In Texas, barbecue isn't merely a savory cooking style but a matter of religious import. To know it requires education, discipline, a missionary sense of adventure . . . and likely a belt-hole puncher. Dedicated meat eater Daniel Vaughn, of the blog Full Custom Gospel BBQ, has made Texas's grand tradition his specialty and was a featured speaker at the recent 2013 Foodways Texas Symposium (this year's genius theme: Our Barbecue, Ourselves).
While researching his new book, 'The Prophets of Smoked Meat: A Journey Through Texas Barbecue,' Vaughn crisscrossed more than 10,000 miles of Lone Star State highway and returned with culinary discoveries, arcana, and recipes from the state's distinct and storied barbecue regions and pitmasters. The book is an ode to what's been described as the country's only true vernacular food – one that changes with the lay of the land. Vaughn offers up Texas barbecue's basic premise as: "Simply seasoned meat cooked to tenderness over hardwood smoke." Yet in a state larger than France, such generalizations don't do justice to the bounty and incredible variations: Pork and sauce make appearances in the land of beef, and the tortilla joins white bread as the quintessential barbecue napkin. Still, despite the variety and volume of contenders, Vaughn says there are plenty of standouts and so gave us his top 10 picks that any visitor to Texas ought to experience.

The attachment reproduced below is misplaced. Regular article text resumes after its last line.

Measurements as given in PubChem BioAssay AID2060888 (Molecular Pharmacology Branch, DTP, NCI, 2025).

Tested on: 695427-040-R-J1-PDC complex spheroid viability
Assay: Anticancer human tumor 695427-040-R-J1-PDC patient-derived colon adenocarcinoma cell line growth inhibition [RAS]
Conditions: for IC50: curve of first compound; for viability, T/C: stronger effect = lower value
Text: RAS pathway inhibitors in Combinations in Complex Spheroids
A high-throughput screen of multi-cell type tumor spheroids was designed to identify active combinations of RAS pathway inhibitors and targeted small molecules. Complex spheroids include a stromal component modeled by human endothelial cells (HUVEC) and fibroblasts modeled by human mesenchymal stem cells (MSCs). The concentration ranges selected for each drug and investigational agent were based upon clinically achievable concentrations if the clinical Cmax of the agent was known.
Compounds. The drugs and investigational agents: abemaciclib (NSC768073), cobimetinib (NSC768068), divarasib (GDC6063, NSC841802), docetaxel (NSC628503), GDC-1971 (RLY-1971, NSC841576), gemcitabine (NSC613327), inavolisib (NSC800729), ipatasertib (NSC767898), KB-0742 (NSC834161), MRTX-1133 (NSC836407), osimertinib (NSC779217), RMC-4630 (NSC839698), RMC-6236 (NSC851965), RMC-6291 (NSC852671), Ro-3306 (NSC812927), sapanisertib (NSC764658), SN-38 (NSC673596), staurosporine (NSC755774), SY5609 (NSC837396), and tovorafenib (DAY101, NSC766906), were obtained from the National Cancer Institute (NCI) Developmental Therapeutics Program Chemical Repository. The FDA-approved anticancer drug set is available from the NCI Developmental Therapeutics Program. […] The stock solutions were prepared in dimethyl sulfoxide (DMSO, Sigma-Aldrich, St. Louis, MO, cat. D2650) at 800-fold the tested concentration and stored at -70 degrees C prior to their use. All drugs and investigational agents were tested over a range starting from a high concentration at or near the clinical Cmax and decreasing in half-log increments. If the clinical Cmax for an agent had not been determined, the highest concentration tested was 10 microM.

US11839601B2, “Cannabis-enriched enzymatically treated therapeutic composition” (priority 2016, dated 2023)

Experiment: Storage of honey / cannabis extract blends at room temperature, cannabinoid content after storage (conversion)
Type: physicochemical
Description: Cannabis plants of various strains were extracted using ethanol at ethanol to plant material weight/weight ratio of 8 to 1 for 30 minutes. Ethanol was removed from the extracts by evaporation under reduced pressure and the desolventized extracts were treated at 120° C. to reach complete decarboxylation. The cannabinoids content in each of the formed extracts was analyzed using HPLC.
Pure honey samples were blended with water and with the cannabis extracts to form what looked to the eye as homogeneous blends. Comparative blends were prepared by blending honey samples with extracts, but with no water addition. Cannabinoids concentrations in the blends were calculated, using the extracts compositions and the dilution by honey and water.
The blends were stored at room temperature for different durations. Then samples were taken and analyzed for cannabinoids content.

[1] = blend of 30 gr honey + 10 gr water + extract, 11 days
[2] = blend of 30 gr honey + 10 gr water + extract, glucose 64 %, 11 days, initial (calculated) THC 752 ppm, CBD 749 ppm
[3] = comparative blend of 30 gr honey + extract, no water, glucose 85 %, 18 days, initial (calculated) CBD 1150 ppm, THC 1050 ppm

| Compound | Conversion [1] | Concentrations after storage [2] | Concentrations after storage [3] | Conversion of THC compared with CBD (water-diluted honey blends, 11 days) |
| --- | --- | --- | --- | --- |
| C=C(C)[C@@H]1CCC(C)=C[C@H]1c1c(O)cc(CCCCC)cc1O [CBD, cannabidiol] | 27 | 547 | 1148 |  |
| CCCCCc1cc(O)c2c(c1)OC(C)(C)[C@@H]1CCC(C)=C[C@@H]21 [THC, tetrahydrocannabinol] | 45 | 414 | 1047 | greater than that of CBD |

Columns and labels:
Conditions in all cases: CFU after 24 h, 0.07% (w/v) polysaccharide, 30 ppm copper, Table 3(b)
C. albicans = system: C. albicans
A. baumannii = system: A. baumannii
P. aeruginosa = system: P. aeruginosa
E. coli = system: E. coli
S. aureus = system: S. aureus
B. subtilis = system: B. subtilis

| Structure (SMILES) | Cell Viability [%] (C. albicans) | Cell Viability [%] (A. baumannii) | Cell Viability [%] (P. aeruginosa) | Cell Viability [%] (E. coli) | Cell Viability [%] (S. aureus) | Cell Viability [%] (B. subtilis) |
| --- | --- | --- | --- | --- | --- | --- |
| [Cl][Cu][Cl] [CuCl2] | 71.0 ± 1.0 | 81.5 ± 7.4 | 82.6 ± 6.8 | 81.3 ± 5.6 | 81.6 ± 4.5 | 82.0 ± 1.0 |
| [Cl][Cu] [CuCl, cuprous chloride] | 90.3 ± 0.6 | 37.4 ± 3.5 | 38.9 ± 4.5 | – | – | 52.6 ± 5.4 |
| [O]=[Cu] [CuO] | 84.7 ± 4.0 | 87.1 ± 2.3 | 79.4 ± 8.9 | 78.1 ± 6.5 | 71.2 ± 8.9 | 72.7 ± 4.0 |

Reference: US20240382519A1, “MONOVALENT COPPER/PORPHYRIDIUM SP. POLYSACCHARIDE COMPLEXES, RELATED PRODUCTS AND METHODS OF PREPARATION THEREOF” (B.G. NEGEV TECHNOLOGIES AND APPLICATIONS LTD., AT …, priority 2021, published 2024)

Vera's Backyard Bar-B-Que, Brownsville
A legendary takeout joint in far South Texas, where the state dips her toes into Mexico, Vera's sticks to the old border traditions for a truly one-of-kind barbacoa. While the definition of barbacoa tends to shift depending on where you stand, in Texas it generally means cow's head slow-cooked over coals in the ground – or, these days, steamed or roasted in an oven. As Vaughn tells it: "When I say this is the only commercially available barbacoa in Texas that's still cooked in the ground, I mean it literally – it's the only one." Pitmaster Mando Vera cooks whole cow heads over mesquite coals overnight in a brick-lined subterranean pit, yielding meat that's juicy without being wet, unlike the steamed variety. Vaughn is direct about the best way to enjoy this endangered species: "Throw some on a fresh tortilla with a dash of house-made hot sauce."
Credit: Nicholas McWhirter